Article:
(May Day) Crowds hardly tell a tale

May Day in Retrospect (Daily News Editorial)

Joint Opposition stalwarts are all gung-ho about the crowd attendance at their May Day rally at Galle Face. The adrenaline is certainly flowing for people like Wimal Weerawansa, who, dazzled by the crowds, has called for the hoisting of black flags during Indian Prime Minister Narendra Modi’s forthcoming visit to the country to attend International Vesak Day celebrations.

Another JO stalwart, Udaya Gammanpila, went onto comment that it was their leader Mahinda Rajapaksa’s happiest day since his ouster on January 8. Obviously, in the same exultant mood as colleague Weerawansa, he is calling for a day of hartal to demand the holding of a General Election. An election is also badly wanted by Mahinda Rajapaksa purely on the strength of the crowd attendance.

Image result for Sri Lanka May day crowd cartoonsCartoon Googled and added by TW

While the JO members could preen themselves on the Galle Face crowd, this, as they well know, is no yardstick for success at a national election. It was a fait accompli for the JO to muster the crowds that they eventually did if it were not to lose face, after bragging that they will fill up the esplanade with the crowds. One recalls the crowd attendance at MR’s rallies during the Presidential Election campaign. They were indeed monumental and dwarfed the attendance at the rallies of the Common Candidate, who sometimes had to make do with wayside plots of land following the last minute denial of the official venue. In Polonnaruwa, the home turf of the Maithripala Sirisena, Rajapaksa boasted that it was the largest ever crowd ever to descend on the electorate in the Rajarata, at his rally. The result, the Common Candidate romped home by a majority of over 30,000 votes. It was the same method of mustering the crowds, as witnessed at Galle Face, on May Day, the loot accumulated during the Rajapaksa ten year rule put to good use.

Crowds hardly tell a tale. The UNP for instance was never known to muster sufficient crowds for its election rallies and always fell behind the SLFP and JVP. But this did not mean that it lost the election. In 1982, Hector Kobbekaduwa drew massive crowds to his rallies, with Vijaya Kumaratunga being the star attraction. But JRJ won by over a million votes when the ballots were counted. There is a plausible explanation for this phenomenon.

The UNP does not have the sort of voter base that can make it draw its supporters to election rallies. It counts among the bulk of its supporters the business class, the upper middle class and middle class conservative types who are not those who can be bothered about attending election meetings. But come election day they vote en bloc for the Grand Old Party.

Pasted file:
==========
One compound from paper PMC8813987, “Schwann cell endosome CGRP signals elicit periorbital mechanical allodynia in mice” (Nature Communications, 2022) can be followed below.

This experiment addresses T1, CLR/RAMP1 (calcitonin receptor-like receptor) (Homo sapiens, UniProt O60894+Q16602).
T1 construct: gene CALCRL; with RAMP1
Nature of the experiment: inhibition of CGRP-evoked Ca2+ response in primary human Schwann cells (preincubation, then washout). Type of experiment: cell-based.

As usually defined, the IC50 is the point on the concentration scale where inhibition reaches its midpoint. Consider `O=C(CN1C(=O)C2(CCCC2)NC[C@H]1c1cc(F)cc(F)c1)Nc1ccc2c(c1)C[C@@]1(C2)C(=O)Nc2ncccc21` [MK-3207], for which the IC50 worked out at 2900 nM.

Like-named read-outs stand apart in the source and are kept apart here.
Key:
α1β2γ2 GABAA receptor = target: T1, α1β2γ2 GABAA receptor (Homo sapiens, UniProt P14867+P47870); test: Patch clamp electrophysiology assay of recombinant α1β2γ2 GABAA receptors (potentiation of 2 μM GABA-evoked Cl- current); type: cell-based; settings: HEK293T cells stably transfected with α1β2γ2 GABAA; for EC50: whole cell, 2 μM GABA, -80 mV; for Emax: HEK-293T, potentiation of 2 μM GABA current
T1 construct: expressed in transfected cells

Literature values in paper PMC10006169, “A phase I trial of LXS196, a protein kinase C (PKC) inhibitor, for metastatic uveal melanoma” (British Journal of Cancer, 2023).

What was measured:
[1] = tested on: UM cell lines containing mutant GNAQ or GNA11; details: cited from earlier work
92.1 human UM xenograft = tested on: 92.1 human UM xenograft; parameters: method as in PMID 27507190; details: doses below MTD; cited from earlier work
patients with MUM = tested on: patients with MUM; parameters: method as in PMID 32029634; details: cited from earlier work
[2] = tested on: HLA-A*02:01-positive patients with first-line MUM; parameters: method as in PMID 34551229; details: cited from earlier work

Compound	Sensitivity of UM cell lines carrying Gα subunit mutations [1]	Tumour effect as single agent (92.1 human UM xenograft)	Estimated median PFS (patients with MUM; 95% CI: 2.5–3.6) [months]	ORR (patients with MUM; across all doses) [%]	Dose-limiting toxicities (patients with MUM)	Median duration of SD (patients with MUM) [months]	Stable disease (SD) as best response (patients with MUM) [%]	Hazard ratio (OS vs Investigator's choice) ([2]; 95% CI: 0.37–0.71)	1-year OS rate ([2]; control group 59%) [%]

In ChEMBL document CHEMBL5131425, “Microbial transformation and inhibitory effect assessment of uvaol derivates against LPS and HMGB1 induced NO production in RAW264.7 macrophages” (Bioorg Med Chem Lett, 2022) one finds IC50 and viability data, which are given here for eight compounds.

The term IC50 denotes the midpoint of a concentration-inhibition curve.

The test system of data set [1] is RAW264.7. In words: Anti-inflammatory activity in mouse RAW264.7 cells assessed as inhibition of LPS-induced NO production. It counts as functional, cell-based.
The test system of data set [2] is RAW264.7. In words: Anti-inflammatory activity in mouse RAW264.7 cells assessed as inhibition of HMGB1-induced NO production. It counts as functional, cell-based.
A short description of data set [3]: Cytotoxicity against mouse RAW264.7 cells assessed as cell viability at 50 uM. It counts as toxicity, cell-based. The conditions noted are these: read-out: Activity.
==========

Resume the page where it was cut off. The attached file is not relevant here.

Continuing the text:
On the other hand, the SLFP (or the Joint Opposition) commands a different support base where radicals, nationalists and the lumpen types form the bulk of it voters. To such types election rallies and events such as May Day are a welcome diversion from their drudgery and mundane lives. With the JVP it is different. As a cadre based party attendance of all comrades are mandatory and what was witnessed at the BRC grounds on Monday is the sum total of support for the Rathu Sahodarayas.

Be that as it may, the UNP may have even surprised itself by the massive turn up at Campbell Park. Ditto for the SLFP at Getambe. One has to remember that this May Day was held amidst the backdrop of many unpopular measures forced on the public by the Sirisena-Wickremesinghe government such as the increase in the VAT, the high price of rice, coconuts and certain essential items. There was also the other issues that were created by Pro-Rajapaksa elements such as SAITM, the spate of doctors’ strikes, ETCA, to name a few. To cap it all, there was the collapse of the Meethotamulla garbage mountain, burying alive dozens of people and rendering hundreds of families homeless, for which the government was unfairly blamed although the problem even predated Rajapaksa rule.

For all that, the people, by and large, have remained faithful to the UNP and President Sirisena led SLFP, of the current Unity Government, given the crowd participation at both rallies, when one would have expected a backlash by the public in the form of diminished attendance. Their combined strength would have easily outstripped the attendance at Galle Face. It is a clear indication that the people are willing to give a chance to the present government to place the country on the right footing and implement the development programmes it has embarked on, the current difficulties and hardships notwithstanding.

Be that as it may, the government should be watchful and not allow the breakdown of law order that may be planned by elements in the JO, emboldened as they are, by the crowd attendance at the May Day rally. Prime Minister Modi will be here as a guest of the government to participate in a noble event. Nobody should be allowed to act in a manner that would mar the occasion.

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